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News > Commentary - TAP helps Airmen make change from military to civilian life
TAP helps Airmen make change from military to civilian life

Posted 2/26/2009   Updated 2/27/2009 Email story   Print story

    


Commentary by Master Sgt. Brian S. Orban
366th Fighter Wing Public Affairs Office


2/26/2009 - MOUNTAIN HOME AIR FORCE BASE, Idaho (ACCNS) -- Anxious ... worried ... nervous ... apprehensive ... hesitant ...

It pretty much sums up how I feel knowing I'll retire from the Air Force about six months from now -- scared to death that I'm not ready.

Turns out I'm not alone.

For most Air Force people, these words describe the range of emotions those in uniform face when dealing with the reality of separating or retiring from military service. Regardless if people stay on active duty four years or past the 20-year retirement point, making the transition brings with it new challenges.

The Airmen and Family Readiness Center can help.

Once a month, the center hosts a four-day transition assistance program for those in uniform making the change from Air Force blue to the civilian workforce. The transition assistance program -- TAP for short -- provides hands-on training and outlines benefits available to those who served their country.

According to Linda Bretz, community readiness consultant with the AFRC, the program remains highly popular with many class seats filling up weeks in advance.

"We've had several people, mostly retirees, tell us that [TAP] was the best thing that's ever happened to them in their past 20 years of military service," said Ms. Bretz as she highlighted the benefits the program offers to those facing the transition back into the civilian world.

TAP starts each month with a three-day, hands-on resume writing and job search class covering everything from dressing for a successful interview to avoiding common mistakes that often cost people a potential job.

Ray Cotton, Idaho Department of Labor, teaches the resume writing and job search workshop and offers students plenty of advice.

"Be bold; don't be afraid to pull the 'trigger,' " Mr. Cotton said. People must be willing to take chances and "turn over every rock" to find their next job and keep trying when their first, second or third job interviews don't work out.

A common mistake folks make during the job search is thinking too much like a job seeker versus an employer, Mr. Cotton said. Instead of searching the classified ads -- the last place employers turn to for new workers -- use your network of contacts for possible job openings.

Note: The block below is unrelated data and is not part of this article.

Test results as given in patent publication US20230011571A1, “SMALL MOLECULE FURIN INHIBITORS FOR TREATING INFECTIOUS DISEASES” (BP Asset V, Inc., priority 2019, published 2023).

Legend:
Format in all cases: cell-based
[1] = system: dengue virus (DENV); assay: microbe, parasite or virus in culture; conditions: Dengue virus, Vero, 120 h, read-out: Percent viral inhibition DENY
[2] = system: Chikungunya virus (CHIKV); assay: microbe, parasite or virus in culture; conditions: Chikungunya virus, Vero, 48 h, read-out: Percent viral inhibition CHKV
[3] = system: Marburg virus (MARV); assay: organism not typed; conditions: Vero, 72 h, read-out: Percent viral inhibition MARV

"Swallowing your pride is sometimes necessary. Don't be afraid to ask for help," Mr. Cotton said. There's no shame in telling your contacts about your pending retirement or separation.

Writing resumes is trickier than some people may realize, he added. The worst mistake people make is writing a "one-size-fits-all" resume, photo copying it and sending it to multiple businesses. A well-written resume and cover letter targeting a specific business works best.

The final day of TAP features briefings from the Department of Veterans Affairs, the Disabled American Veterans and the Idaho State Division of Veterans' Services to give people an overview of available benefits for those separating and retiring. It also serves as a reminder that people must plan on buying things that were normally "free" while they are in the military. This includes buying a home that fits within their new (usually smaller) budget and finding reliable health insurance, a low-cost dental plan and life insurance.

The change in benefits prompted people like Staff Sgt. Sanita Freeman to enroll in the workshop.

"I was mainly concerned with how my medical benefits were going to change," said Sergeant Freeman, who plans to leave active duty service to join the Tennessee Air National Guard. "Having to deal with my family and my kids, I was really concerned how I would be able to take care of them."

According to Sergeant Freeman, the transition workshop helped her avoid making rash, panicked decisions and showed how she qualified for certain military benefits she earned while on active duty.

"Because of TAP, I feel far more confident," she said. "Making the transition is a decision I know I can make."

To give people the best chance at having a smooth transition, the AFRC staff recommends people start planning at least a year before their expected separation date. This includes attending TAP about 12 months before their anticipated separation or retirement date and again at the six-month mark for those still struggling with the pending transition.

Master Sgt. Glenn Austin, 366th Component Maintenance Squadron avionics sensors section chief, was one of dozens of students attending TAP in February hoping to make an informed decision on whether the time was right to retire. Fear of the unknown drew him to the workshop.

"I've had so many years in the Air Force, and now I'm looking at the possibility of stepping out of the job I've known and going into something else," said Sergeant Austin, who hopes to pursue a career in secondary education as a grade school teacher. "I'm so used to doing something [a certain way] for 23 years, but now I'm looking at being on my own. It gets pretty scary."

Because of TAP, the sergeant looks at retirement with greater confidence.

"TAP solidified my decision," Sergeant Austin said. "There's no fear factor. If I choose to leave the service, it's no big deal because I know I can make it once I retire."

While TAP doesn't guarantee that every person won't be anxious or hesitant about leaving the service, it does offer people the best chance possible of making the change as smooth as possible.

At least I'm not scared to death anymore.

Well maybe just a little.



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